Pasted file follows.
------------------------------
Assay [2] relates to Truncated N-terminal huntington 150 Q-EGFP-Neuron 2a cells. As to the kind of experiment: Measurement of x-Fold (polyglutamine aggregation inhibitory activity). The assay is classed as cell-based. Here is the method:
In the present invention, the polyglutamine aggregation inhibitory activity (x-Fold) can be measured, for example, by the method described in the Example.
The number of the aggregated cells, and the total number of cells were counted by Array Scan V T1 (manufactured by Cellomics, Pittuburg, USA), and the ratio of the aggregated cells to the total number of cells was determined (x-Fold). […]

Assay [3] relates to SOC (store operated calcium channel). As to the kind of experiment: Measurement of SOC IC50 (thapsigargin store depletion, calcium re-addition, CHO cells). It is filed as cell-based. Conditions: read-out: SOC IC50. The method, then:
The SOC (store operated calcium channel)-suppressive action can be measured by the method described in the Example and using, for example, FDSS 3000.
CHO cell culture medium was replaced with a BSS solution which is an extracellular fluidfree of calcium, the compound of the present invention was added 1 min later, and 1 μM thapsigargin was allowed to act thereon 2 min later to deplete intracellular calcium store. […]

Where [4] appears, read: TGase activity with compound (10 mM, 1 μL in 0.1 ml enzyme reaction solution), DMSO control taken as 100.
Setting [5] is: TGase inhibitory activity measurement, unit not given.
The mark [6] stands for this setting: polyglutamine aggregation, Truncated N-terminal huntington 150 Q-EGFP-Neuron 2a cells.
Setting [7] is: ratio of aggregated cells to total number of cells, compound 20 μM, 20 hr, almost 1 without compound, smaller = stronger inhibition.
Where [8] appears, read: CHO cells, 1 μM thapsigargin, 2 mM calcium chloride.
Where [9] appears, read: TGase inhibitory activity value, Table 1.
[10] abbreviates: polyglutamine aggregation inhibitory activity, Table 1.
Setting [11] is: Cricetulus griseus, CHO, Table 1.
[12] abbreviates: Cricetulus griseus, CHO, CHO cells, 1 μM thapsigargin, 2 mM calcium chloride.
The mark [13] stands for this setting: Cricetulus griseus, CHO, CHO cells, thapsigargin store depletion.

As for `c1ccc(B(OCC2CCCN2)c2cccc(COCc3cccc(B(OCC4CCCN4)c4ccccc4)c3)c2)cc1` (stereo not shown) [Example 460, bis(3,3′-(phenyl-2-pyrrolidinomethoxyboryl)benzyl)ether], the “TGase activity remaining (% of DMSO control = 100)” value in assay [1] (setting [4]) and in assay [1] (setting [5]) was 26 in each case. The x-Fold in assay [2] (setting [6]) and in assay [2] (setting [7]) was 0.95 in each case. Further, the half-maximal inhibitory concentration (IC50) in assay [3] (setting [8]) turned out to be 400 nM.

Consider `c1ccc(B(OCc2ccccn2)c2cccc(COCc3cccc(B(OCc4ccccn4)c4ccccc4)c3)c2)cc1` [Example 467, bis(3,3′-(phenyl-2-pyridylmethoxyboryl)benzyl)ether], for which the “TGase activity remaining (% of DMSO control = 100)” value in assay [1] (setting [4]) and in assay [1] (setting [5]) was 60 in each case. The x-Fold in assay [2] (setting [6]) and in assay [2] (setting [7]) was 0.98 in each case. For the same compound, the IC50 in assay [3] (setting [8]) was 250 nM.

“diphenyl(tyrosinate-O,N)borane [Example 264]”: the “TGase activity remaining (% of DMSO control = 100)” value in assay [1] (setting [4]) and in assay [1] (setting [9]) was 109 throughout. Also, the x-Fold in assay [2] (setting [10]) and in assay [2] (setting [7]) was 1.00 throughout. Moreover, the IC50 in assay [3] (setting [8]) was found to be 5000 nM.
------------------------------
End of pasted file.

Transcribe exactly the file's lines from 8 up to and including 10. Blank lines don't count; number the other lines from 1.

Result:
Setting [5] is: TGase inhibitory activity measurement, unit not given.
The mark [6] stands for this setting: polyglutamine aggregation, Truncated N-terminal huntington 150 Q-EGFP-Neuron 2a cells.
Setting [7] is: ratio of aggregated cells to total number of cells, compound 20 μM, 20 hr, almost 1 without compound, smaller = stronger inhibition.